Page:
NOTE: This works with MOST equipment, but you should check or test before employing this method. (#3)
  4. ADD-A-WIRE Device
    It is the BEST method and really the only method I would use if a wire cannot be run.  This is a relatively new concept to me... it has been around for a few years at least but we just started recommending it within the last 2 years.    Several companies have started offering an "ADD-A-WIRE" device that allows the addition of a "COMMON" wire.  These devices range from $15 - $40 and are very simple to wire (you have to be able to get to your equipment furnace/blower). 
lux addawire.JPG

How an ADD-A-WIRE Device works:

venstar addawire.JPG

It will come in 2 pieces, one is a small box with several connections labled "R", "C", "Y", "G", "W".  You will follow the included wiring instructions to connect this box at your indoor HVAC equipment.  The other piece that comes with the ADD-A-WIRE is a wiring connector with 3 leads, this connects at the back of your thermostat as shown in the wiring instructions.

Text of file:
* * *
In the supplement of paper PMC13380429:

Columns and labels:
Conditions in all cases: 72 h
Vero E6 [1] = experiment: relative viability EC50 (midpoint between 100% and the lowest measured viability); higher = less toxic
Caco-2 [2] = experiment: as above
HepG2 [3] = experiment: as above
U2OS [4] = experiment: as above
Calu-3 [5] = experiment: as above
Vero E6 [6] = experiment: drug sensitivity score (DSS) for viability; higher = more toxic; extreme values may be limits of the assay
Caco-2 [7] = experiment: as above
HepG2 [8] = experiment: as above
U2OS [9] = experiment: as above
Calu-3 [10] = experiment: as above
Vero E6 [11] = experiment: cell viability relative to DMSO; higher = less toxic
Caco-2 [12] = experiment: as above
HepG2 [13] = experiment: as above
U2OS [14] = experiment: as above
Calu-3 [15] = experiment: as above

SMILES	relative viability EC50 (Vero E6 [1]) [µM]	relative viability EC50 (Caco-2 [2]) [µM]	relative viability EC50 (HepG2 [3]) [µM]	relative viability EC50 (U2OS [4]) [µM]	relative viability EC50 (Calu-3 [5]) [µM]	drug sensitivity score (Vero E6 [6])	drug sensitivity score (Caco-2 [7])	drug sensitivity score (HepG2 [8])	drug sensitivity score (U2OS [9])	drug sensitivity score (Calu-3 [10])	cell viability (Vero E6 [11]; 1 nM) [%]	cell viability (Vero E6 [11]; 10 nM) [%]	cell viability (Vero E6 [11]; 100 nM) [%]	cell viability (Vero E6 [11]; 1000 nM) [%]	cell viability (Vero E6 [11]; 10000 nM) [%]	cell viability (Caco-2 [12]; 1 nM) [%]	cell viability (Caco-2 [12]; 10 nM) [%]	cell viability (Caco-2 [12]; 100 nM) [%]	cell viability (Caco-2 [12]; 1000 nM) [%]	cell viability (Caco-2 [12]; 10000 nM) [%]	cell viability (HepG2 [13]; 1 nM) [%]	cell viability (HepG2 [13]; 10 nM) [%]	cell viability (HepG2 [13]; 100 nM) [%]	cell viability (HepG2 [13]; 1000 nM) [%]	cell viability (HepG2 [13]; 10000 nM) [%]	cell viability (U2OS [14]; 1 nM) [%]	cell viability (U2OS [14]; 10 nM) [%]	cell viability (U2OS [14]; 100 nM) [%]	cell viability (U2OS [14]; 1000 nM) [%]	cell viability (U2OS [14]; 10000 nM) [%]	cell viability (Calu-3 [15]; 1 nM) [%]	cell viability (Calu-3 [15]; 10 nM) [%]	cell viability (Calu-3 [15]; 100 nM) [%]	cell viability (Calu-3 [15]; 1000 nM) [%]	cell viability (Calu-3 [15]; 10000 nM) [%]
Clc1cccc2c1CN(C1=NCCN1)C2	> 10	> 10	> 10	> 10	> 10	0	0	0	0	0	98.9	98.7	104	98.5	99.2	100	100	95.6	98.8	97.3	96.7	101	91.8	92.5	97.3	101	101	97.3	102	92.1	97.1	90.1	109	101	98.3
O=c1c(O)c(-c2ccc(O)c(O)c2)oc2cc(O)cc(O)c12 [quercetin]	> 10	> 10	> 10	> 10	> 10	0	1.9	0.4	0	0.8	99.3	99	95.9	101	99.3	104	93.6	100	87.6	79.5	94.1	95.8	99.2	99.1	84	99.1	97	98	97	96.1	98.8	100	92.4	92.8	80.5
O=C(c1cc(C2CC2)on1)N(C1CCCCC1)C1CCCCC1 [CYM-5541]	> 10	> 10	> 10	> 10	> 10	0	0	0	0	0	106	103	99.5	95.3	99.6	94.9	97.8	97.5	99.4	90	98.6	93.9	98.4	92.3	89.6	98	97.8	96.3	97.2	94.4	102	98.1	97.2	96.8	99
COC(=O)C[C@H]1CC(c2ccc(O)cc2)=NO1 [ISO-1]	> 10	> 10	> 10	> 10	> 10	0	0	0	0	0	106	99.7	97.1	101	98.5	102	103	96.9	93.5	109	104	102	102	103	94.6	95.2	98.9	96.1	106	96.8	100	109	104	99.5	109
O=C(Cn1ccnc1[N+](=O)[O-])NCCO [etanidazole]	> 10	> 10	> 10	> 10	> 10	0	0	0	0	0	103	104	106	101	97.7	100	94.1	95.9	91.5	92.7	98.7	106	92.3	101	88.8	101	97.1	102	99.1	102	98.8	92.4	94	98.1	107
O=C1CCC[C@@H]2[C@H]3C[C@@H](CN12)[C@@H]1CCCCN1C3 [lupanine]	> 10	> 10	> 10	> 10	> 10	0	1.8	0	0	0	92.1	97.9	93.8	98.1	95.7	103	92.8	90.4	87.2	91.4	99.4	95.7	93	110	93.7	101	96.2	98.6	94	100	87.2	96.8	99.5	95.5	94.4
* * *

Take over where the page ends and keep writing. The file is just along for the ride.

Once these two pieces are wired properly you will have the "C" you need for any thermostat... it's almost like magic (electrical engineering magic).

NOTE: Make sure all wiring is done with the power to the HVAC equipment OFF at the breaker.

A few different models to choose from (prices on amazon at time of writing)  There are many others available but they all do the same thing (NOTE: we are not compensated by any of these companies or any others for our opinions):

For more information about specific use with zoning and zone control systems such as SmartZone... contact us

Another thing to consider:  The ecobee3 and ecobee3 LITE both come with an "ADD-A-WIRE" type device.  So, if you are thinking about a WiFi thermostat and are afraid you will need to add a wire... keep the ecobee in mind.  See our WiFi stat roundup for more info

WiFi Thermostat Roundup 2017

homeowners, Other HVAC, thermostatszoning supplyComment